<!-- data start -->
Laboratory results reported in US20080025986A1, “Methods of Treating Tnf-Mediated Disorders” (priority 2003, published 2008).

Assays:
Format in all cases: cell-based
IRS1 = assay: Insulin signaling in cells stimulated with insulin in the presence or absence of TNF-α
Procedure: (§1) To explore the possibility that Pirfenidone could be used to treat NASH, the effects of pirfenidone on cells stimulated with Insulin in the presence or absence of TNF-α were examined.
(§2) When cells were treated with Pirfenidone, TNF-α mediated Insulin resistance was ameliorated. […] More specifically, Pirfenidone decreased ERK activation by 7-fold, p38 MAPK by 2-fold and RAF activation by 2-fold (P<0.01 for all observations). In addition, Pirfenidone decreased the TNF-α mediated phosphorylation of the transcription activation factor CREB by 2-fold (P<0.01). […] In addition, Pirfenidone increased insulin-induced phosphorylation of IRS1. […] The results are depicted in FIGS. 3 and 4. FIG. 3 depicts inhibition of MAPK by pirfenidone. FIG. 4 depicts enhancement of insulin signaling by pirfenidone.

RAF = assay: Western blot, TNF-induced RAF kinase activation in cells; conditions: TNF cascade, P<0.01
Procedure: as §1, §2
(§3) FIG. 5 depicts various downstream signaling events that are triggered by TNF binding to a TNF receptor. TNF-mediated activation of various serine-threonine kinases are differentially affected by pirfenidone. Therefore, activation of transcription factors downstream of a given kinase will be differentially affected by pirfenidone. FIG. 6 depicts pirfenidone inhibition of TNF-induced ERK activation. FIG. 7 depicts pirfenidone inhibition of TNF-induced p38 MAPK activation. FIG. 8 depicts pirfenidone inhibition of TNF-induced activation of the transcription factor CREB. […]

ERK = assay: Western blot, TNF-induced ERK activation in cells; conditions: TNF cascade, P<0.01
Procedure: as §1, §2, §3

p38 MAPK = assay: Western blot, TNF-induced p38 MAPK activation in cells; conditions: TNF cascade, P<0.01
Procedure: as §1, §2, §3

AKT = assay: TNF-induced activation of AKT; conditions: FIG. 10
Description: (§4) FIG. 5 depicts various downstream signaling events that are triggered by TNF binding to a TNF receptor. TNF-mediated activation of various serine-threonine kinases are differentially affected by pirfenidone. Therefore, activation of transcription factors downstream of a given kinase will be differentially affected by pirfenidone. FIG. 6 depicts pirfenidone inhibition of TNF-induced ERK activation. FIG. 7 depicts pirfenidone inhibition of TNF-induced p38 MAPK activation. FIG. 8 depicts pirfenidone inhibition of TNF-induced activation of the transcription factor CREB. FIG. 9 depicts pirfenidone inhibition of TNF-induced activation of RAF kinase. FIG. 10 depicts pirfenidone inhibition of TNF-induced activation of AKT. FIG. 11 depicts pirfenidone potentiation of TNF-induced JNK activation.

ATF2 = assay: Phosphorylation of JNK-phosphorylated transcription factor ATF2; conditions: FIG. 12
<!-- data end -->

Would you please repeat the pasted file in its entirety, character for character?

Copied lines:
Laboratory results reported in US20080025986A1, “Methods of Treating Tnf-Mediated Disorders” (priority 2003, published 2008).

Assays:
Format in all cases: cell-based
IRS1 = assay: Insulin signaling in cells stimulated with insulin in the presence or absence of TNF-α
Procedure: (§1) To explore the possibility that Pirfenidone could be used to treat NASH, the effects of pirfenidone on cells stimulated with Insulin in the presence or absence of TNF-α were examined.
(§2) When cells were treated with Pirfenidone, TNF-α mediated Insulin resistance was ameliorated. […] More specifically, Pirfenidone decreased ERK activation by 7-fold, p38 MAPK by 2-fold and RAF activation by 2-fold (P<0.01 for all observations). In addition, Pirfenidone decreased the TNF-α mediated phosphorylation of the transcription activation factor CREB by 2-fold (P<0.01). […] In addition, Pirfenidone increased insulin-induced phosphorylation of IRS1. […] The results are depicted in FIGS. 3 and 4. FIG. 3 depicts inhibition of MAPK by pirfenidone. FIG. 4 depicts enhancement of insulin signaling by pirfenidone.

RAF = assay: Western blot, TNF-induced RAF kinase activation in cells; conditions: TNF cascade, P<0.01
Procedure: as §1, §2
(§3) FIG. 5 depicts various downstream signaling events that are triggered by TNF binding to a TNF receptor. TNF-mediated activation of various serine-threonine kinases are differentially affected by pirfenidone. Therefore, activation of transcription factors downstream of a given kinase will be differentially affected by pirfenidone. FIG. 6 depicts pirfenidone inhibition of TNF-induced ERK activation. FIG. 7 depicts pirfenidone inhibition of TNF-induced p38 MAPK activation. FIG. 8 depicts pirfenidone inhibition of TNF-induced activation of the transcription factor CREB. […]

ERK = assay: Western blot, TNF-induced ERK activation in cells; conditions: TNF cascade, P<0.01
Procedure: as §1, §2, §3

p38 MAPK = assay: Western blot, TNF-induced p38 MAPK activation in cells; conditions: TNF cascade, P<0.01
Procedure: as §1, §2, §3

AKT = assay: TNF-induced activation of AKT; conditions: FIG. 10
Description: (§4) FIG. 5 depicts various downstream signaling events that are triggered by TNF binding to a TNF receptor. TNF-mediated activation of various serine-threonine kinases are differentially affected by pirfenidone. Therefore, activation of transcription factors downstream of a given kinase will be differentially affected by pirfenidone. FIG. 6 depicts pirfenidone inhibition of TNF-induced ERK activation. FIG. 7 depicts pirfenidone inhibition of TNF-induced p38 MAPK activation. FIG. 8 depicts pirfenidone inhibition of TNF-induced activation of the transcription factor CREB. FIG. 9 depicts pirfenidone inhibition of TNF-induced activation of RAF kinase. FIG. 10 depicts pirfenidone inhibition of TNF-induced activation of AKT. FIG. 11 depicts pirfenidone potentiation of TNF-induced JNK activation.

ATF2 = assay: Phosphorylation of JNK-phosphorylated transcription factor ATF2; conditions: FIG. 12